I just want to encourage you to keep your head up and keep going. I failed/withdrew from multiple classes during my early college days. Various reasons including my own hospitalization, getting pregnant young, and homelessness. I'm a bit of a freight train, so I was always determined to keep going when I probably should've let it go and taken time off to preserve my GPA.
Anyway, the point is, after a very rough time, things just started falling into place. I retook a couple classes that I didn't do so hot in and was accepted into my first choice school and I'm doing really well.
So just keep swimming, my friend. If you feel like you're drowning, take a break. Maybe work on getting your CNA cert so you're being productive but not potentially ruining your GPA, because that stays with you.
- 0Oct 7, '13 by mrsboots87its really going to depend on your school. You need to find out their retake policy for replacing grades. Some schools allow up to 3 retakes to replace a failing grade. Some only take 1. The school will likely not take your backstory into consideration because sob stories come a dime a dozen and they cant take a student with poor grades and a sob story over a student with excellent grades because its not fair to the student who worked hard for the higher grades. Im not saying this to be hurtful or uncaring, but just to prepare you for the likely outcome with the University if they don't have a multiple retake policy, or if their nursing program only excepts first or second attempt grades. The way most schools will see it is that you shouldn't have used your retake when you weren't focused, and that someone with excellent grades may have been in a similar situation and still got that A or B so why should your sad atory invalidate their hard work. This doesn't mean you should give up your dream of nursing, but you will probably have to go a different route. Maybe a less competitive CC with a better retake policy so you can replace the grade. You could get your ADN then bridge to a Uni for your BSN. Or maybe a private school. Or a school with a waitlist or lottery style entrance. There are many avenues to get into a nursing program, you just have to find one that will work with your situation. GL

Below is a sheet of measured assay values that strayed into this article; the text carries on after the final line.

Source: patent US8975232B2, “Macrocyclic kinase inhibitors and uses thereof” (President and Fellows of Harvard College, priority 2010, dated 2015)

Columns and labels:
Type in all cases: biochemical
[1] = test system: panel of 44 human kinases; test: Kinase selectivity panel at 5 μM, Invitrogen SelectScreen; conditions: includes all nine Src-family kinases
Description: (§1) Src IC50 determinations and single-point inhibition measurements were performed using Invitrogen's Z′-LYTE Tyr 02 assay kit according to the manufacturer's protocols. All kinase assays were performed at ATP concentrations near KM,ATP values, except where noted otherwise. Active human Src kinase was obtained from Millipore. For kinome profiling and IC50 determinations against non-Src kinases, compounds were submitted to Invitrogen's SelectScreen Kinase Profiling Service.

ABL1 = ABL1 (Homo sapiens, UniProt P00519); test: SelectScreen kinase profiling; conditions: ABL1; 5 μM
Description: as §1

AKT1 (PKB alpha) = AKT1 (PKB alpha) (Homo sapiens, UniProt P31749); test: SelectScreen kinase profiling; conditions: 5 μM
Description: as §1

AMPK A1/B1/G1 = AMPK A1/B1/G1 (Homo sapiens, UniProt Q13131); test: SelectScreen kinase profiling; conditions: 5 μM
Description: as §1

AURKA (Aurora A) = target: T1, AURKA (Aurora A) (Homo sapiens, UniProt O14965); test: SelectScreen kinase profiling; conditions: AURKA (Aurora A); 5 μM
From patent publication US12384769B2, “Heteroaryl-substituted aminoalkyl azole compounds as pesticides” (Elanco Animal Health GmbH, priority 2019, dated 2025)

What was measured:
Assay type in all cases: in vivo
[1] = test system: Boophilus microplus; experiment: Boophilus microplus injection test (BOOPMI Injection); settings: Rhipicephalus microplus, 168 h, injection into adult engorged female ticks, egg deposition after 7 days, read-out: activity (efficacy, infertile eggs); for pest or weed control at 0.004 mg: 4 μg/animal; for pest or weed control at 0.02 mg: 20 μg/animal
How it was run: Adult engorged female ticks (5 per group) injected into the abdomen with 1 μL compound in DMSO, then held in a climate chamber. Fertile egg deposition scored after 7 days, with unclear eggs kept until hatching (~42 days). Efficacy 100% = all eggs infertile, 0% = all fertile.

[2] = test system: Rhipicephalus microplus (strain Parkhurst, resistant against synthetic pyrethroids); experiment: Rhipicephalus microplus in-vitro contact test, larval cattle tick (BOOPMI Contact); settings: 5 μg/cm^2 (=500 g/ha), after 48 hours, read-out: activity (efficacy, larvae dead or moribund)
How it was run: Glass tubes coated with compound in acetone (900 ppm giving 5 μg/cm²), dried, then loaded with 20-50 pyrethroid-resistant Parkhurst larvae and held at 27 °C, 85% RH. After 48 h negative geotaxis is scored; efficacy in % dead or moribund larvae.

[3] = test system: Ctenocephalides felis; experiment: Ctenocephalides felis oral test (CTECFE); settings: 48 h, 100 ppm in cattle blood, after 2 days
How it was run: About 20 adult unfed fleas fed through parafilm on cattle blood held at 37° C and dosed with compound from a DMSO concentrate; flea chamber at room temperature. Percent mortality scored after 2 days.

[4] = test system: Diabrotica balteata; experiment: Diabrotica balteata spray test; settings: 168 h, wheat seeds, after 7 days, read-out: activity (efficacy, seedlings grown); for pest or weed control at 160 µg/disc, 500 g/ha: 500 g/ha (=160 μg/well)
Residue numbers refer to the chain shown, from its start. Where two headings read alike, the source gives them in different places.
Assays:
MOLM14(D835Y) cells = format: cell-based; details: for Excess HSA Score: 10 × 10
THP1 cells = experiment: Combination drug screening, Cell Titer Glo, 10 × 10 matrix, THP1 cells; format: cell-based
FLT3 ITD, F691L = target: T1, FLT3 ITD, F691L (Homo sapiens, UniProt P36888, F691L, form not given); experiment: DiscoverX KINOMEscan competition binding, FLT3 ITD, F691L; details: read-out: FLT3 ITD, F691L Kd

- 3Oct 8, '13 by krisiepooare you planning on going back to that school (the first one you were going to?)... how many classes did you take? If you failed more than passed, I would "pretend" you never went there. Don't transfer the transcript and go back to school as if you didn't take any classes.
- 1Oct 8, '13 by BSNbeDONE, BSN, RNQuote from krisiepooThis was EXACTLY my thought!!!are you planning on going back to that school (the first one you were going to?)... how many classes did you take? If you failed more than passed, I would "pretend" you never went there. Don't transfer the transcript and go back to school as if you didn't take any classes.
- 1Oct 8, '13 by mrsboots87Quote from krisiepooThat's a great point. I didn't even think of that even though I have done it. When I was fresh out of highschool 8 years ago, I wanted to be a physical therapist. I took A&P1 my first semester and just wasn't into school and bombed it. I didn't go back to school until 3 years ago. Since then, I just don't mention ever even attending that college. I actually failed all 3 courses I was in because I didn't care. Its like a job you worked at for less than 3 mos and left without a 2 week notice. You just don't put it on your resume. Nice thinking krisiepoo.are you planning on going back to that school (the first one you were going to?)... how many classes did you take? If you failed more than passed, I would "pretend" you never went there. Don't transfer the transcript and go back to school as if you didn't take any classes.